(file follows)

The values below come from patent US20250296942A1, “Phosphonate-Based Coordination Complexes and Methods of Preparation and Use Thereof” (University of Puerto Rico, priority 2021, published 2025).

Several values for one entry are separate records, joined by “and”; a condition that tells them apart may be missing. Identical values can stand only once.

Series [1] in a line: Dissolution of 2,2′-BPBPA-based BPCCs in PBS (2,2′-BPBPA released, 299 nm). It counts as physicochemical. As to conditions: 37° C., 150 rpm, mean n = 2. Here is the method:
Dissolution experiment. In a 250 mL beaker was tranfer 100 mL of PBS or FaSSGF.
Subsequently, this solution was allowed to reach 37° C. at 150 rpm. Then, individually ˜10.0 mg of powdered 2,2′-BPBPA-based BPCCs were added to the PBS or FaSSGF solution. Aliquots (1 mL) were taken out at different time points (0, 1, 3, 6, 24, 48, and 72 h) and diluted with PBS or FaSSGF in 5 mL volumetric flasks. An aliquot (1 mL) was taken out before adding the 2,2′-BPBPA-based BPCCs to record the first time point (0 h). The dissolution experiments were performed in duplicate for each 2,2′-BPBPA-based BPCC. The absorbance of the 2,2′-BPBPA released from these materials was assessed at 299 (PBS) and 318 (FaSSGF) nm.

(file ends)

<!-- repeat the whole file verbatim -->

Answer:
The values below come from patent US20250296942A1, “Phosphonate-Based Coordination Complexes and Methods of Preparation and Use Thereof” (University of Puerto Rico, priority 2021, published 2025).

Several values for one entry are separate records, joined by “and”; a condition that tells them apart may be missing. Identical values can stand only once.

Series [1] in a line: Dissolution of 2,2′-BPBPA-based BPCCs in PBS (2,2′-BPBPA released, 299 nm). It counts as physicochemical. As to conditions: 37° C., 150 rpm, mean n = 2. Here is the method:
Dissolution experiment. In a 250 mL beaker was tranfer 100 mL of PBS or FaSSGF.
Subsequently, this solution was allowed to reach 37° C. at 150 rpm. Then, individually ˜10.0 mg of powdered 2,2′-BPBPA-based BPCCs were added to the PBS or FaSSGF solution. Aliquots (1 mL) were taken out at different time points (0, 1, 3, 6, 24, 48, and 72 h) and diluted with PBS or FaSSGF in 5 mL volumetric flasks. An aliquot (1 mL) was taken out before adding the 2,2′-BPBPA-based BPCCs to record the first time point (0 h). The dissolution experiments were performed in duplicate for each 2,2′-BPBPA-based BPCC. The absorbance of the 2,2′-BPBPA released from these materials was assessed at 299 (PBS) and 318 (FaSSGF) nm.